I-Team: Fired DEP workers say agency not doing its job

Ex-employees say environmental regulation weakened

The job of Florida's Department of Environmental Protection is right in their name- they're supposed to protect the environment. But some of their own recently fired employees say the agency is losing its power to accomplish its mission.

Marilyn Koletzke was an engineer for the DEP at its Tallahassee office. Four months ago, she was fired for poor performance, according to personnel files. She claims she was actually fired for speaking out against changes at DEP.

"Anyone who was involved in any kind of enforcement case was pressured to step back or leave," Koletzke said.

Koletzke says under Governor Scott, good employees are being fired or forced out in an effort to weaken the agency's environmental regulation of businesses.

"A slaughterhouse, really, is how it felt, because you just didn't know where the target was going to be next," Koletzke said.

In Tampa's office alone, 25 employees were fired in October, and 14 other vacant positions were eliminated. The I-Team requested records of the fired workers, and found that more than half were environmental specialists or engineers with 10 or more years of experience.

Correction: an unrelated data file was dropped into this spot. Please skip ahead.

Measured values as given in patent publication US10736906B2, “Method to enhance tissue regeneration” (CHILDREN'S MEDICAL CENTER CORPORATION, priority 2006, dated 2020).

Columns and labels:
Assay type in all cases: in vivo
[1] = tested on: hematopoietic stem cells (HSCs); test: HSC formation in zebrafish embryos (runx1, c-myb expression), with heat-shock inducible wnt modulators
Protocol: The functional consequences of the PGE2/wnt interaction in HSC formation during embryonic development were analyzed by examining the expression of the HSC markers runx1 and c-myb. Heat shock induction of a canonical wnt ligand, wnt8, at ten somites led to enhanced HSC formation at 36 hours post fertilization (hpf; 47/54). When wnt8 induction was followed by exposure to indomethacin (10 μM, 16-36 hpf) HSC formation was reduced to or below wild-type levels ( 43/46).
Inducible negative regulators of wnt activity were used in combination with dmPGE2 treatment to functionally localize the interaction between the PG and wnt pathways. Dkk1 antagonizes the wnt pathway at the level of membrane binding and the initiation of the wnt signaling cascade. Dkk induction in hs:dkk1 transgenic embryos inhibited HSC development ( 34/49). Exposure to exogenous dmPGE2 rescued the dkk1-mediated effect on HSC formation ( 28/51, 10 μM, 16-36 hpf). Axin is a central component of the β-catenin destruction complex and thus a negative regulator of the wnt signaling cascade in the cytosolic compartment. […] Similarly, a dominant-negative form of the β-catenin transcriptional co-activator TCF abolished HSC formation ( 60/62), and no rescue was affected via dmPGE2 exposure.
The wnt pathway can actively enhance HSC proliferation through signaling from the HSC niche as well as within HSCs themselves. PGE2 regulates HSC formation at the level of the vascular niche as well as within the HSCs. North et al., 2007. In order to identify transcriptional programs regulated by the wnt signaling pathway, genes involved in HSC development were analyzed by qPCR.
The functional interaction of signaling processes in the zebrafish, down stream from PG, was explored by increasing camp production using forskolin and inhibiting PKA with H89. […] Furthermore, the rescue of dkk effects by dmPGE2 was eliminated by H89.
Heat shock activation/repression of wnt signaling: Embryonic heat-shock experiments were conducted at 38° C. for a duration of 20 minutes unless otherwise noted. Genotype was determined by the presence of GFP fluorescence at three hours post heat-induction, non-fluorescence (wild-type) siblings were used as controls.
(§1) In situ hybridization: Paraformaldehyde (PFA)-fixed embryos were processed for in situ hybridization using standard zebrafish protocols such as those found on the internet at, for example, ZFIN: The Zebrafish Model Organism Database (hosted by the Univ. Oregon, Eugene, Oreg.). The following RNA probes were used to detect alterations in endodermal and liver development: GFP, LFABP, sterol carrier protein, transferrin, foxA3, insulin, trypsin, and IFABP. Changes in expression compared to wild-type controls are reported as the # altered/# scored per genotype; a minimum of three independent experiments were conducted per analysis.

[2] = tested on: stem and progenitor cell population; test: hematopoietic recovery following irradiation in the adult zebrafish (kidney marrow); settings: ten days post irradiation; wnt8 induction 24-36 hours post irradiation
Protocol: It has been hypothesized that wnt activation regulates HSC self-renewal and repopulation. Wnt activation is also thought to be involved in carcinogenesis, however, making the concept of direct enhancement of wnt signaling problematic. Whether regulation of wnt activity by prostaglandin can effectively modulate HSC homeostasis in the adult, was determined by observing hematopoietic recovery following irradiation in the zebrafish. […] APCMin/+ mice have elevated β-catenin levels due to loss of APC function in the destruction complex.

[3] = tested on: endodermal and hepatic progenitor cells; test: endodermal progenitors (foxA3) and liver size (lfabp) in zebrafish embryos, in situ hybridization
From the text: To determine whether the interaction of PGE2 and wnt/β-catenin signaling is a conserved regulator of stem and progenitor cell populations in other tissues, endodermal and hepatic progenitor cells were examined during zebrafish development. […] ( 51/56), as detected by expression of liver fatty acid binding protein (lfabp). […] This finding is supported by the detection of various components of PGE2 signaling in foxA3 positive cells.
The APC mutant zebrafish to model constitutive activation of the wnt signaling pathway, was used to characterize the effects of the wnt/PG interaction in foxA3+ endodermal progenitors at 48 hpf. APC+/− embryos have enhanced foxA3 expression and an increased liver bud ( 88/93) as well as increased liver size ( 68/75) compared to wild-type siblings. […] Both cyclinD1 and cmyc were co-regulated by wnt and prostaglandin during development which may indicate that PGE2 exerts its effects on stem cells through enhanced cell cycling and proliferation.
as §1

Five of the recently fired workers agreed to speak with the I-Team, on the condition that they not be named. Each worker claimed they were fearful speaking publicly would hurt their chances of getting a new job.

All five told the same story as Koletzke: that DEP is now weaker and less effective at doing its job.

Jerry Phillips, director of Public Employees for Environmental Responsibility, blames Governor Scott for cutting back on regulation.

"Anything they can do to increase business, they will do, and the environment is secondary," Phillips said.

"What's wrong with being pro-business and reducing some of the enforcement actions and allowing some of these businesses to operate more freely?" asked I-Team investigator Michael George.

"They may have short-term growth, but what happens when ultimately we have to clean up the mess that's created?" Phillips responded.

Governor Scott's office referred questions to DEP. The agency would not make anyone available to speak on camera, but did provide an e-mailed statement.

"Recent reorganizations within the Department have been conducted after months-long assessments of procedures and processes as well as staffing and workload levels…No programs or core functions have been eliminated and our level of service will not be compromised," said Patrick Gillespie, press secretary for the agency.

Koletzke argues this isn't about cutting the fat from government. She believes it's about the long term impact to the air and water in Florida.

"I'd hate to see us return to that, where we have ozone and particulate smog levels like they have in Los Angeles," Koletzke said.

DEP maintains the job cuts only amount to 1.5% of their total staff.

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